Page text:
Is this review helpful? Yes | NoThank you for your feedback.
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    Hemenway, a permaculture expert and associate editor of The Permaculture Activist, explains how gardens can function as ecosystems, describes the basic parts of an ecological garden (soil, water, plants, and animals), and shows how to create backyard ecosystems through guilds. Guilds, the author tells us, are groups of plants that function as an ecosystem to provide products for humans, create cover and food for wildlife, nourish the soil, conserve water, and repel pests. A simple example of a guild is the "three sisters" (corn, beans, and squash); corn stalks provide a trellis for beans, the beans supply nitrogen to the soil, and the squash leaves inhibit weeds and conserve water. While Hemenway's ideas are intriguing, creating guilds specific to an area involves extensive research, which involves either observing plant communities in the wild or using books or university contacts. In addition, the author doesn't sufficiently explain how to incorporate the many sun-loving vegetables and flowers into guilds, which are often shade-oriented. Recommended only for botanical and academic libraries. Sue O'Brien
    Is this review helpful? Yes | NoThank you for your feedback.
    I was told repeatedly that if I could only own one permaculture book, this should be it. Inheriting my copy from a permy friend who upgraded to the next edition, I have to agree with those who said it. This is THE home scale permaculture 101. If you have any interest in learning about- or trying out- permaculture in your backyard, get this book. I tried borrowing it from the library, but they kept making me give it back. ;P I'm thrilled to have my own copy to refer to again and again, both on long winter days of planning and in those moments with dirt under my nails and a question I need an answer to Right Now. a bit of everything, and everything you need to find more, I cannot recommend this book highly enough. If there were more stars, I'd give them all to it.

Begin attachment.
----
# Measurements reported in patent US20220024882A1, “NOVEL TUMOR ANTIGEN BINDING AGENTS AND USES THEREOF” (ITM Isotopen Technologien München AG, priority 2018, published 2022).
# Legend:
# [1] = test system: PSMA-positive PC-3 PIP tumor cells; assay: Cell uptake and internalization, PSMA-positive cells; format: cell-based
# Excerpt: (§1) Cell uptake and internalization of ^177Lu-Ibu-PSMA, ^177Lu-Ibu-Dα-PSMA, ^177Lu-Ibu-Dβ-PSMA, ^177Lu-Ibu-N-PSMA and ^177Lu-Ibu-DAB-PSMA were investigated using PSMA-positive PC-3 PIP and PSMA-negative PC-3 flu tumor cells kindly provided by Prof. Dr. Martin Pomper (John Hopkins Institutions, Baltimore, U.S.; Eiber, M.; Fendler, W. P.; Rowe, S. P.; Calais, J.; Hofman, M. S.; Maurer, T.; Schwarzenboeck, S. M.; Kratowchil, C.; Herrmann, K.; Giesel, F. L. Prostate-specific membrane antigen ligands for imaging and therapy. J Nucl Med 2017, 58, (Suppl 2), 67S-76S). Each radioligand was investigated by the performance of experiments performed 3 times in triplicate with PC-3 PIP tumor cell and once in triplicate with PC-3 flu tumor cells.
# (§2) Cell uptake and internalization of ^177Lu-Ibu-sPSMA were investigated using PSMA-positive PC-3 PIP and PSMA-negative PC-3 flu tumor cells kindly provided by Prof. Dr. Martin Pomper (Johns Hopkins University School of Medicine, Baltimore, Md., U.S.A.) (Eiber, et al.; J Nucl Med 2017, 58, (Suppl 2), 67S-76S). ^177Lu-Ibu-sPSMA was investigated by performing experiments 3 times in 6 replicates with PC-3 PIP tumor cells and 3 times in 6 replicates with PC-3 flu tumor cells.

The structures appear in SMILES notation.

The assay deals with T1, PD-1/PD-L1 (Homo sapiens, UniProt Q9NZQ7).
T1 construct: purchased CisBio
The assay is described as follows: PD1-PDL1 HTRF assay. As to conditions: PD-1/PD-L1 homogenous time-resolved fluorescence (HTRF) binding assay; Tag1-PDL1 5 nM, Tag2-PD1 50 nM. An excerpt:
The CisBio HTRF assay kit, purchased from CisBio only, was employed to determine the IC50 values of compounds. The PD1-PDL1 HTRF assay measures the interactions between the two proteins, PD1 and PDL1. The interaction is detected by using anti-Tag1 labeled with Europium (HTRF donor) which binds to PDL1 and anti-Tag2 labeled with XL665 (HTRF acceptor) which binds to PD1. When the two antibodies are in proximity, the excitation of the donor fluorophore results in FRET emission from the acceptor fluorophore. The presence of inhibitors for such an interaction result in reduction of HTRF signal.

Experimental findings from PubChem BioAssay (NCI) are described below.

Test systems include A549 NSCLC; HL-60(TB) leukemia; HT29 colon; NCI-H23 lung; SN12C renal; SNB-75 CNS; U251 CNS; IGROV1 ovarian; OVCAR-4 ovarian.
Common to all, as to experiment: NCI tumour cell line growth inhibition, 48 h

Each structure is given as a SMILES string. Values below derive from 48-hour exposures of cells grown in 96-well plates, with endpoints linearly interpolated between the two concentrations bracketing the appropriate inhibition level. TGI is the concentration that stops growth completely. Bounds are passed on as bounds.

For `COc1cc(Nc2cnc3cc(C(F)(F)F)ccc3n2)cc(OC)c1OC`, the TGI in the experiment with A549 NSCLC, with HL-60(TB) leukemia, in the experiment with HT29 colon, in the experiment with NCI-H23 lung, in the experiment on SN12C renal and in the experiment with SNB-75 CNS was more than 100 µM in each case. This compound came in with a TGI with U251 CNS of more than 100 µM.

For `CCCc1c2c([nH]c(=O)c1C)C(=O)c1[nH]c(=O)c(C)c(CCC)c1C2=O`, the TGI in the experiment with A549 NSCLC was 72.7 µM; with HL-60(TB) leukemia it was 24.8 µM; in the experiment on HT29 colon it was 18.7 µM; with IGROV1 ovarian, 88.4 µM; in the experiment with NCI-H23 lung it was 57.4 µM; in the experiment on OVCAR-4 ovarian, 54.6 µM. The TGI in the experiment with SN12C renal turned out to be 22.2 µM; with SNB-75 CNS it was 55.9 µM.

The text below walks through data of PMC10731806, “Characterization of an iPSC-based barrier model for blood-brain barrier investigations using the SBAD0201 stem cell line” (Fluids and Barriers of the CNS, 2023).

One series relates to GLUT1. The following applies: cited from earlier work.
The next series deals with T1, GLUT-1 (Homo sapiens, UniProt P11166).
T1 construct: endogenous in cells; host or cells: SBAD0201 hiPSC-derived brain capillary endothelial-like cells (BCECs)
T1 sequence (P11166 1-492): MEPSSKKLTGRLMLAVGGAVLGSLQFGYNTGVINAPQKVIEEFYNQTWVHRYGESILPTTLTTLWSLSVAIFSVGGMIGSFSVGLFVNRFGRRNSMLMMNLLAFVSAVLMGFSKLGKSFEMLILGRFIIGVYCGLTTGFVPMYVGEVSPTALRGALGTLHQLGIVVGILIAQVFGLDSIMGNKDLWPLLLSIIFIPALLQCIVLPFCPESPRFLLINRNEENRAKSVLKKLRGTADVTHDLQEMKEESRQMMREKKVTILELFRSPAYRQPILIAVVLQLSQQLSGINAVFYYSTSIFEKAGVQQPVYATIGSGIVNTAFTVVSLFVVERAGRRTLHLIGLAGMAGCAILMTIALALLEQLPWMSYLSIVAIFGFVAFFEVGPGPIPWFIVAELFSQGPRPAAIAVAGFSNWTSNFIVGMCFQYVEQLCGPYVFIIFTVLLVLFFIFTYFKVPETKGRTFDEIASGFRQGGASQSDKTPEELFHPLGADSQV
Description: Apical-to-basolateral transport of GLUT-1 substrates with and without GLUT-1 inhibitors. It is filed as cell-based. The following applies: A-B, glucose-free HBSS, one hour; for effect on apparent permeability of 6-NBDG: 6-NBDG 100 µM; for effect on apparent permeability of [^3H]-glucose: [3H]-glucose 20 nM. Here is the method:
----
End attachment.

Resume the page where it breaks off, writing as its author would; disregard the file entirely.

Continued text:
Is this review helpful? Yes | NoThank you for your feedback.
    This is the "perfect" gardening book. The author's premise is that gardens should be an extension of nature, and serve nature, not just some "beds" genetically created to cover space. There are templates given for different types of gardens with species specific reccomendations.
    Is this review helpful? Yes | NoThank you for your feedback.
    Imagine creating a beautiful landscape that provides food, sanctuary for animals and practically takes care of itself. In the book "Gaia's Garden," Toby Hemenway promises that all of these things are possible. Permaculture aims to use nature's rhythms by understanding and using the relationships between different types of plants and ecosystems. In particular, he focuses on building healthy soil and the myriad of benefits it provides.This well-written books is a great introduction to the topic and is packed full of information. Hemenway covers different types of plants, how to harvest and conserve rainwater, beneficial insects and animals and other topics. The books is only a few hundred pages, and other sources are referenced for more detailed information. Even gardeners looking for a more standard approach will find useful information.
    Is this review helpful? Yes | NoThank you for your feedback.